3. Another male caught by John at Astcote also on 29th Feb 2016 found a mist net at Cnoc in Argyll and Bute on 1st May this year. Again this bird had veered NNW and in 426 days (14 months) had travelled many hundreds of kilometres albeit that the minimum distance between the two sites is 508km.

These feisty little finches may be small but they certainly know how to travel!

Finally, Kenny Cramer caught a haul of Blackbirds and other thrushes at Milton Keynes Community Orchard on 29th January this year, and one of these (a first year female) was found predated near Leningrad, Russia some 77 days later on 16th April - 2073 km away! Some of our wintering thrushes clearly come quite a distance to avoid the severe winters further north and east but this is undoubtedly one of our longest distance migrants recorded to date (not surprisingly ending up ENE of the original ringing site).

Regards

Neil M


Cetti's Warbler.


Common Terns.

Dingy Skipper butterfly.

Adder.

All images courtesy of John
Gamble following an excursion
to Dorset!

Monday, 15 May 2017

Breezy and wet Monday

Hello

Yesterday (Sunday) Debbie and Eric Graham were at Blatherwycke Lake and saw a pair of Egyptian Geese and several Shelduck as well as a hawking Hobby.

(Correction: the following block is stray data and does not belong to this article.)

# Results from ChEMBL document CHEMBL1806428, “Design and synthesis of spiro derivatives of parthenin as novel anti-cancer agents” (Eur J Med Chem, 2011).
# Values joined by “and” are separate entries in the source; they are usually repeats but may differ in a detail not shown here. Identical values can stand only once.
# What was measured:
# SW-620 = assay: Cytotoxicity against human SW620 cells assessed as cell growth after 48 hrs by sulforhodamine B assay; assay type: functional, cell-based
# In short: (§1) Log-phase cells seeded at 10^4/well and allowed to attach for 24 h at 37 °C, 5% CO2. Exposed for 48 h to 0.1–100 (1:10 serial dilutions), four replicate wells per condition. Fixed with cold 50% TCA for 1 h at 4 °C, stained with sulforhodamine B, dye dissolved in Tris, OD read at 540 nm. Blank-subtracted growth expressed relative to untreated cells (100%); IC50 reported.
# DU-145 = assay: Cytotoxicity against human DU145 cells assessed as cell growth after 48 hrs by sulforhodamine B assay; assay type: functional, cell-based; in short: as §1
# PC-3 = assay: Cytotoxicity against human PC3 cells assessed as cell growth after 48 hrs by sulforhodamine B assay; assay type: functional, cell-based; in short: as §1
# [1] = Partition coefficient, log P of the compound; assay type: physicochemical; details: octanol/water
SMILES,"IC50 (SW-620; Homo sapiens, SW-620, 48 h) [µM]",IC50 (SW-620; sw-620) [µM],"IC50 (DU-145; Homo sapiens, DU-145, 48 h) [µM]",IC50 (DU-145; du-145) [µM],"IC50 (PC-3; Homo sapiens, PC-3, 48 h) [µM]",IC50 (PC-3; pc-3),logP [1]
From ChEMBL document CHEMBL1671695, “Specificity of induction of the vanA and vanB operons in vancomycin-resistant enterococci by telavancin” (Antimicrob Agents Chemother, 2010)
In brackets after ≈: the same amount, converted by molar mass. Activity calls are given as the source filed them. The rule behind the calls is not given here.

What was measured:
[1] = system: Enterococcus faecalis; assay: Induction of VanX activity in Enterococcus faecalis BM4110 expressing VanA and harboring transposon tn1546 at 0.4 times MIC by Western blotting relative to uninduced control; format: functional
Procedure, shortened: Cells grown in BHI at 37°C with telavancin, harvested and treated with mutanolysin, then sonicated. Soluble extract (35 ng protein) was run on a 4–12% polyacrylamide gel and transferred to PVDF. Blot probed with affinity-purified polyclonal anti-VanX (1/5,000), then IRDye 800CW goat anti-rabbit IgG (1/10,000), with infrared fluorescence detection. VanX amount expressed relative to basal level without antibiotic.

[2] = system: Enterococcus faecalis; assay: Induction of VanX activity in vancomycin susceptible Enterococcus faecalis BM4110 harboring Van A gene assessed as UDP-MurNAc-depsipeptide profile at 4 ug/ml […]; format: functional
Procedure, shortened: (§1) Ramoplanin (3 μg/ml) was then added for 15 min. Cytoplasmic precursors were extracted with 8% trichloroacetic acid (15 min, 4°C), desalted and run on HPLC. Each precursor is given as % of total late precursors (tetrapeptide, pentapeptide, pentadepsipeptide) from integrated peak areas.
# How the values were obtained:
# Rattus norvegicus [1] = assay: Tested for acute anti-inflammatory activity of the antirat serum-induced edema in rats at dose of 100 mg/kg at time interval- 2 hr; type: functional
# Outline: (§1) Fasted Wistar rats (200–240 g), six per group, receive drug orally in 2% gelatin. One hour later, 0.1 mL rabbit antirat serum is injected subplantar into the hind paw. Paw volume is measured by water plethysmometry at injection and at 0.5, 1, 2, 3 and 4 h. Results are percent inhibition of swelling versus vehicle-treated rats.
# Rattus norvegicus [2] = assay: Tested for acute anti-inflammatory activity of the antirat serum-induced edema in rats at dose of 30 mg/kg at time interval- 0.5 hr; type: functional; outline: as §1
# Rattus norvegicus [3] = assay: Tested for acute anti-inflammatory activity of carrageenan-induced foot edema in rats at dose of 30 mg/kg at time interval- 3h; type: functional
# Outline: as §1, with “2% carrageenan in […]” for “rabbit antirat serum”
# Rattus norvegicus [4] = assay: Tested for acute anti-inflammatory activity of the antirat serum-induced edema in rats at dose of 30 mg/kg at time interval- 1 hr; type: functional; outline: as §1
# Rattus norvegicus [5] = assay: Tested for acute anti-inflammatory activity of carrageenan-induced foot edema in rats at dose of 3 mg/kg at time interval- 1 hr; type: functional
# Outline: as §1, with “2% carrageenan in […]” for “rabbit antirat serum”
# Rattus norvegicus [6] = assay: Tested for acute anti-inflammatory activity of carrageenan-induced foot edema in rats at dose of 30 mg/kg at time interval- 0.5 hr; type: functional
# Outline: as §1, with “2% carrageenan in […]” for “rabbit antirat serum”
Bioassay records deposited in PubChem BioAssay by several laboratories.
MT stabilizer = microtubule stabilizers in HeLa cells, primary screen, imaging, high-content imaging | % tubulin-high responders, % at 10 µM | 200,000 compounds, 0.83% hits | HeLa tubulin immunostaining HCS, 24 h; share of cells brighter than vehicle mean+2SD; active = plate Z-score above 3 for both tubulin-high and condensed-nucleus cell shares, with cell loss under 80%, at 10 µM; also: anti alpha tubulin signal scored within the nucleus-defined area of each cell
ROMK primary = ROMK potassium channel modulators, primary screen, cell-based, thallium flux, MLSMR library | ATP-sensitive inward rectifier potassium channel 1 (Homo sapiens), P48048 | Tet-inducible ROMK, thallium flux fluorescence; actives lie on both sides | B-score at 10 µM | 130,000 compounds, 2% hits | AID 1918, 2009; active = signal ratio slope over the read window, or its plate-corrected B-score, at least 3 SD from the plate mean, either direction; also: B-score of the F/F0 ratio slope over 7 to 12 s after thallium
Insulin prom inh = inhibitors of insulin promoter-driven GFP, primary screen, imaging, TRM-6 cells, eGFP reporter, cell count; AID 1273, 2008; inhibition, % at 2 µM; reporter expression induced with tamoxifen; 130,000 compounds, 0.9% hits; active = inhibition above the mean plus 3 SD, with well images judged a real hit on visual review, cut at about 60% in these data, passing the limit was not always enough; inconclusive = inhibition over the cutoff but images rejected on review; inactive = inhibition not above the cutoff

A morning foray to Harrington Airfield in the rain this morning confirmed the presence of at least two pairs of Grey Partridge. Last year they seemed to delay their breeding efforts and produced two broods of young which appeared to survive to full size. With this current wet spell let's hope they do the same this year! It may have been wet and breezy but it didn't stop Whitethroats, a Lesser Whitethroat and plenty of Willow Warblers from singing their stuff!

Pitsford Reservoir, like many county sites, has had a cracking spring so it was a touch disappointing when this afternoon and evening there were just three Ringed Plovers and a Little Ringed Plover at the Moulton Grange spit.

Congratulations go to Gary Pullan who yet again found a Red-rumped Swallow at Daventry Country Park today. Gary has an amazing ability to find rare birds with a track record of stunning birds over the last couple of decades. Well done Gary!

Regards

Neil M


Lapwing. Very few pairs
seem to be holding territory
in the county this year...

Sunday, 14 May 2017

Bird Race results

Hello